~charles/cdaniels.net

83ddb92682198a01a38671b38e140a6f985e3e31 — Charles Daniels 1 year, 17 days ago efe3f2d
added ubuntu laptop experience article
3 files changed, 484 insertions(+), 1 deletions(-)

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M src/shell_music.md
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<ul>
<li><a href="ubuntu_laptop.html" title="2019-05-19">Building a Usable Ubuntu 18.04 Laptop Experience</code></a></li>
<li><a href="shell_music.html" title="2018-12-17">A Jukebox in <code>sh</code> with <code>netcat</code></a></li>
<li><a href="2018-09-13_background_interactive.html" title="2018-09-13">Daemonizing Interactive Programs with systemd</a></li>
<li><a href="2017-11-22_make-static-site.html" title="2017-11-22">Building a Static Site Generator in 44 Lines of Make</a></li>

M src/shell_music.md => src/shell_music.md +1 -1
@@ 1,6 1,6 @@
# A Jukebox in `sh` with `netcat`

*Written 2018-12-17*
*Published 2018-12-17*

Over winter break, some friends and I decided to spend a week working on a
programming project. One challenge was playing music - deciding whose computer

A src/ubuntu_laptop.md => src/ubuntu_laptop.md +482 -0
@@ 0,0 1,482 @@
# Building a Usable Ubuntu 18.04 Laptop Experience

*Published 2019-05-19*

Those that know me will know that I generally prefer to run OpenBSD when I have
a choice. However, I found myself needing to run a number of Linux-specific
software packages. As Ubuntu is the most common (or at least among the most
common) Linux distribution, I settled on that -- most commercial software that
targets Linux specifically sports Ubuntu. It's taken a lot of trial, error, and
scouring the internet to collect the required information to build a usable (by
my standards) desktop experience based on Ubuntu 18, so I thought it might be
helpful to others to document what I've figured out so far.

Because various people have asked me about my workflow and setup, I also discus
certain aspects of how I actually *use* this system after it is set up. Those
parts may be less useful to folks just wanting suspend/resume or docking to
work properly, and can safely be skipped over.


<h2 class=navhdr id="disclaimer">
	Disclaimer
	<a href=#disclaimer class=navhandle>¶ </a>
</h2>

I don't encourage you to do anything I describe here without fully
understanding it. While I will link to a set of automation scripts that will
provision the desktop experience that I describe, you should not run them
without understanding every line of code and what it does. My configuration
features some heavy handed opinions, and my automation will silently overwrite
existing configs. Additionally, if run on an OS other than Ubuntu 18.04 Server,
they may render your OS install broken.

Proceed at your own risk.

<h2 class=navhdr id="experience">
	What Makes a Great Desktop Experience
	<a href=#experience class=navhandle>¶ </a>
</h2>

What makes a great desktop experience is inherently a matter of personal taste.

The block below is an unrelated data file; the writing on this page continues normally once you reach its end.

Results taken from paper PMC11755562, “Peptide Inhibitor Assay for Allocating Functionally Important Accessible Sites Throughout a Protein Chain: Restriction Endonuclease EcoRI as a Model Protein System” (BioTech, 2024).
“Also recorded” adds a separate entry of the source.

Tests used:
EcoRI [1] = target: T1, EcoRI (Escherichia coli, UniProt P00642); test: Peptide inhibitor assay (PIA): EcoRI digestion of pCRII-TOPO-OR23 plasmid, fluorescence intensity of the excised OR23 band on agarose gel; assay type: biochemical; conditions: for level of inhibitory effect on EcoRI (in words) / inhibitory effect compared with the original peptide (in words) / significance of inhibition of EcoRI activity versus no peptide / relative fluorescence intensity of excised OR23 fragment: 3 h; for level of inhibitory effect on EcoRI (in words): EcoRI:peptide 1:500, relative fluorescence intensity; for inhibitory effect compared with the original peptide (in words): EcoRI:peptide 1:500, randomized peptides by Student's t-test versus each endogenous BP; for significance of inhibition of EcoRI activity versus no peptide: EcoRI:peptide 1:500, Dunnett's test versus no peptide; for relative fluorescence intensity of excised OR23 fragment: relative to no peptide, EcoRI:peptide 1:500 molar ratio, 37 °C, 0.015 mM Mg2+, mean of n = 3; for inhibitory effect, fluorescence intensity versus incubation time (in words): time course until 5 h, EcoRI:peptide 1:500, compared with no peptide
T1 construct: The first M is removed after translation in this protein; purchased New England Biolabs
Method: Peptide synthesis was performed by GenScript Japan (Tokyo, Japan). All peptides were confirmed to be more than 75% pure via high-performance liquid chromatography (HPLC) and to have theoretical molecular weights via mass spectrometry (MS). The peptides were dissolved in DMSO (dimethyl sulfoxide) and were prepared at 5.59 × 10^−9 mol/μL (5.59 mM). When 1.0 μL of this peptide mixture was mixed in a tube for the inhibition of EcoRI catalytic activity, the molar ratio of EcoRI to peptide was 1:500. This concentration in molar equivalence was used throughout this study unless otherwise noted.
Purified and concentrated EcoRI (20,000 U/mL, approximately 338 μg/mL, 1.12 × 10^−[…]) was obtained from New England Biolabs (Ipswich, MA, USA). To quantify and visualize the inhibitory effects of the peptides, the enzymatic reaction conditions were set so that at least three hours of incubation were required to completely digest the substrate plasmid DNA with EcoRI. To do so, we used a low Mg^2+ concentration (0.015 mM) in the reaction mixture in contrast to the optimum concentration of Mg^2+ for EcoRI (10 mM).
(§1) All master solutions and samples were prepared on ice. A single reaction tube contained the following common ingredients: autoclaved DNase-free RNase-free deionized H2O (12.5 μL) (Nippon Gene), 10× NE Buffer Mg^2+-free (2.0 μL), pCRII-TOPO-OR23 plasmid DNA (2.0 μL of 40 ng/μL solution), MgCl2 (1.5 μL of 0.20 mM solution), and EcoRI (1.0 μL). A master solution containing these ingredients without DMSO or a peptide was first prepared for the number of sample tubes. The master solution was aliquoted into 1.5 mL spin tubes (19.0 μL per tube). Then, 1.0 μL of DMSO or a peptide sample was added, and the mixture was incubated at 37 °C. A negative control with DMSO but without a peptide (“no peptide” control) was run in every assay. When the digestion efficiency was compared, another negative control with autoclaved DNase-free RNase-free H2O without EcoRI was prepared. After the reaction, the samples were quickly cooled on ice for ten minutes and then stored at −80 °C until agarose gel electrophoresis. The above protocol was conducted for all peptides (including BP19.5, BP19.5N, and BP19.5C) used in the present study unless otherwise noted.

You may have a different perspective, but these are the facets that I find to
be important. Remember that I use a laptop (ThinkPad T430) as my daily driver,
and docking station support is very important to my workflow -- this
significantly colors some of the criteria I impose on my OS configuration.

A great desktop experience should...

* Handle lid close/open reliably by sleeping or hibernating the machine, and
  also locking the screen.

* Handle dock/undock reliable by setting an appropriate display configuration
  and screen locker timeout.

* Generally exhibit as little latency as possible while responding to inputs.

* Behave consistently.

* Use as few system resources as possible.

	* I disable all animations & compositing, since they don't really do
	  anything for me, and consume resources.

* Get out of my way so I can use my programs and get work done.

	* I use `cwm` with only a 2px border around each window, no title bars,
	  and no "status bar" / "task bar". I have found that these features do
	  not make me more productive, and can be distracting. All information
	  that would be presented in this way can be obtained quickly in other
	  ways.

* Make efficient use of screen real estate.

The rest of this article will discuss how I accomplish these goals.

If you would like to follow along, I maintain [a
repository](https://git.sr.ht/~charles/provisioning) with an Ansible playbook
to automatically convert an existing Ubuntu 18 server install into my preferred
environment (see the `ubuntu/` directory). This also automatically installs my
[dotfiles](https://git.sr.ht/~charles/dotfiles), which handle certain
user-specific aspects of my desktop environment such as WM configuration.

<h2 class=navhdr id="programs">
	Programs
	<a href=#programs class=navhandle>¶ </a>
</h2>

The programs I use, which constitute my "desktop environment" are:

* [cwm](https://git.sr.ht/~charles/cwm) -- window manager and program launcher,
  I maintain my own fork of CWM for the purpose of a few custom patches

* [st](https://github.com/charlesdaniels/st) -- terminal emulator, again I
  maintain my own fork for the purpose of some minor custom patches

* [Firefox](https://www.mozilla.org/en-US/firefox/new/) -- web browsing

* [Caja](https://github.com/mate-desktop/caja)+[Engrampa](https://github.com/mate-desktop/engrampa)
  -- file management

* [Atril](https://github.com/mate-desktop/atril) -- PDF viewing

* [NeoVim](https://neovim.io/) -- text editor

* [Geeqie](http://www.geeqie.org/) -- image viewer

* [xfce4-appfinder](https://docs.xfce.org/xfce/xfce4-appfinder/start) --
  `.desktop` file search

* [LibreOffice](https://www.libreoffice.org/) -- editing MS Office documents